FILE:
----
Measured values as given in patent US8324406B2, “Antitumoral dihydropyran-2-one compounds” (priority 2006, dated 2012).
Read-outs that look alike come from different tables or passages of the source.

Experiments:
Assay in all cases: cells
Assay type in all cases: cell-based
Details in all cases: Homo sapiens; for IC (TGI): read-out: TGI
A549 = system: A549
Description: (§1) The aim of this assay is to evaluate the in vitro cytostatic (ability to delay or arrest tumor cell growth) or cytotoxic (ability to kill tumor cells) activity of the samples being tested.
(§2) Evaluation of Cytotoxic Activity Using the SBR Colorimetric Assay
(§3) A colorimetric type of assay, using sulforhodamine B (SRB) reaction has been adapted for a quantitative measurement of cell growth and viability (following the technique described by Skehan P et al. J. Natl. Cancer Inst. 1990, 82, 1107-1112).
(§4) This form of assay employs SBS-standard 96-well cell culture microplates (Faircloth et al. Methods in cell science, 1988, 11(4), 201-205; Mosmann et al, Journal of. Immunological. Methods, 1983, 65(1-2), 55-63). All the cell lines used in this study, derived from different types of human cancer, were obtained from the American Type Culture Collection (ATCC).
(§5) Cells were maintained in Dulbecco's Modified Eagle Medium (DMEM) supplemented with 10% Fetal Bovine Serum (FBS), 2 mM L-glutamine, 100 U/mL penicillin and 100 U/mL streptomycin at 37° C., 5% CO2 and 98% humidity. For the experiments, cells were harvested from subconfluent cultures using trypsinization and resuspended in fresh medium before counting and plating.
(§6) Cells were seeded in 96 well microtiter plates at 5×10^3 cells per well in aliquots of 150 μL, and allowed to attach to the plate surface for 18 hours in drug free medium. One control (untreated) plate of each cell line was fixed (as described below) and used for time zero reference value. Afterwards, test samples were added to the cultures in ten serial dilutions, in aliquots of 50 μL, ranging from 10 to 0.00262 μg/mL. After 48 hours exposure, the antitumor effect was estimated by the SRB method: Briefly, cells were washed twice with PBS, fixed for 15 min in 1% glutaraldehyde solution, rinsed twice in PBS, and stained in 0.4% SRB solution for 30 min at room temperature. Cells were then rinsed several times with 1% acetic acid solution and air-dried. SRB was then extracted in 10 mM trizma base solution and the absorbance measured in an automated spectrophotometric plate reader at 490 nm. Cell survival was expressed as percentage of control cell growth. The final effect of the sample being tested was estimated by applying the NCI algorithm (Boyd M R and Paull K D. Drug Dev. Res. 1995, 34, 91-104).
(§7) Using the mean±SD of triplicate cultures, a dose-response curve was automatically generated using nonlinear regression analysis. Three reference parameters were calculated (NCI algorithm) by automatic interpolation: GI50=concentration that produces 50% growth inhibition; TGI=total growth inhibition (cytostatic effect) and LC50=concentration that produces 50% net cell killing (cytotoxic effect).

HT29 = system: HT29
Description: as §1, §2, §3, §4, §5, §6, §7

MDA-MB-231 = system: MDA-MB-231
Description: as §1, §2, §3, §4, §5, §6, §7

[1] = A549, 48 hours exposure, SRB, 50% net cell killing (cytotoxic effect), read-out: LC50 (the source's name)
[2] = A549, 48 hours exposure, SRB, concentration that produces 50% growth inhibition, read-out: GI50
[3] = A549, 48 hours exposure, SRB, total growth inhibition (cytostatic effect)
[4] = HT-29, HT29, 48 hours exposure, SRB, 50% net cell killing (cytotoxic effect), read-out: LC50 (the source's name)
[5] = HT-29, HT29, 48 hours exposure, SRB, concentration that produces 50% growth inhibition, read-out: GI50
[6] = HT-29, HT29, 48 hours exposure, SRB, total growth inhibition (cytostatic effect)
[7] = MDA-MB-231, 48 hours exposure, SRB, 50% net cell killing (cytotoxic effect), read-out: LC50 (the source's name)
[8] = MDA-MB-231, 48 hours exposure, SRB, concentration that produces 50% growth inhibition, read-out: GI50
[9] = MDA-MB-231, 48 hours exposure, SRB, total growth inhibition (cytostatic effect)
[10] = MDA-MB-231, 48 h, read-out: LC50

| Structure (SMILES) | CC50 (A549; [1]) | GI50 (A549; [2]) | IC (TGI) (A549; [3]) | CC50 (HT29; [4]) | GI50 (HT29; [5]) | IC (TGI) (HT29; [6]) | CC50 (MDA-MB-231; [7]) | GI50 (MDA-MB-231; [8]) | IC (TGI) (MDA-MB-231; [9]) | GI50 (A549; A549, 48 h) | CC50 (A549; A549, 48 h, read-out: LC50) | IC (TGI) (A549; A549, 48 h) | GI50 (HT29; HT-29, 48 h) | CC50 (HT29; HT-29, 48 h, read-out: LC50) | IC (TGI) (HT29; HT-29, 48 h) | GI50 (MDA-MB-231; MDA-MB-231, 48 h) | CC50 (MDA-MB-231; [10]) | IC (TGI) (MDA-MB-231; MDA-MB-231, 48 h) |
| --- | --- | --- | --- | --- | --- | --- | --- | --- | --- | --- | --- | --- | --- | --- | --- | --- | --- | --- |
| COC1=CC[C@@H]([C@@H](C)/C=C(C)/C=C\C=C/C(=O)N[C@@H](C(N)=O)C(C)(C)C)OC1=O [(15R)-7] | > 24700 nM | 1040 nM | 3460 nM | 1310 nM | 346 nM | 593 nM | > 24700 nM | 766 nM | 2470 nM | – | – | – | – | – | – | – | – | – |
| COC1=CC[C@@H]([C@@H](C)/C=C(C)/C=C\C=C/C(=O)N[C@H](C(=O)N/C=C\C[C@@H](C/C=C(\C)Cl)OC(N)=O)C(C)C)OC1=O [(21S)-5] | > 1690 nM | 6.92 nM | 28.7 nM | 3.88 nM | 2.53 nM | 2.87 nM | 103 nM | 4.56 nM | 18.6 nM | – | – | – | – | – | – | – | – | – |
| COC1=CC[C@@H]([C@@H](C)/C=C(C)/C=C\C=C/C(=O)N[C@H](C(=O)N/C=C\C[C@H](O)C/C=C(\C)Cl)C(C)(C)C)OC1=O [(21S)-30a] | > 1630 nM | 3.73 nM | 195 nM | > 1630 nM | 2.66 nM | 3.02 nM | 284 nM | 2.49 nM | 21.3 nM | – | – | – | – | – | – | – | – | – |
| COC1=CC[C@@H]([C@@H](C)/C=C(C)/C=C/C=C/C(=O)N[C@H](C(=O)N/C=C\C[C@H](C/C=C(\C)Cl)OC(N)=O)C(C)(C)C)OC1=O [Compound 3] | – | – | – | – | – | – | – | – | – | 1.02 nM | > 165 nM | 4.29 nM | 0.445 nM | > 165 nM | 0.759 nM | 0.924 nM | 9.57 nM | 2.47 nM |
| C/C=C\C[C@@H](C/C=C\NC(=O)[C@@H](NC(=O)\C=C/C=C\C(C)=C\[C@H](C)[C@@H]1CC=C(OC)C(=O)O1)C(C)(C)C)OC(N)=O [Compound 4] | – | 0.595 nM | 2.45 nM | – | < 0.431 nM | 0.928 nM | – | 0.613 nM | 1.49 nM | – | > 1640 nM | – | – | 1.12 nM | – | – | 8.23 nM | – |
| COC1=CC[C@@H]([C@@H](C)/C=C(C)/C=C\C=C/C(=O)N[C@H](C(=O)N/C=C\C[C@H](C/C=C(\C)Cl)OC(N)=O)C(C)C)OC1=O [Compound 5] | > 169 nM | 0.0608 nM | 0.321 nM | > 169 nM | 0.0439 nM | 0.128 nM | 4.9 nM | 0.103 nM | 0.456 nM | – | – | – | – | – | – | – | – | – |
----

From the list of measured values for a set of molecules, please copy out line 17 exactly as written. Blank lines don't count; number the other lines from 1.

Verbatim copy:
MDA-MB-231 = system: MDA-MB-231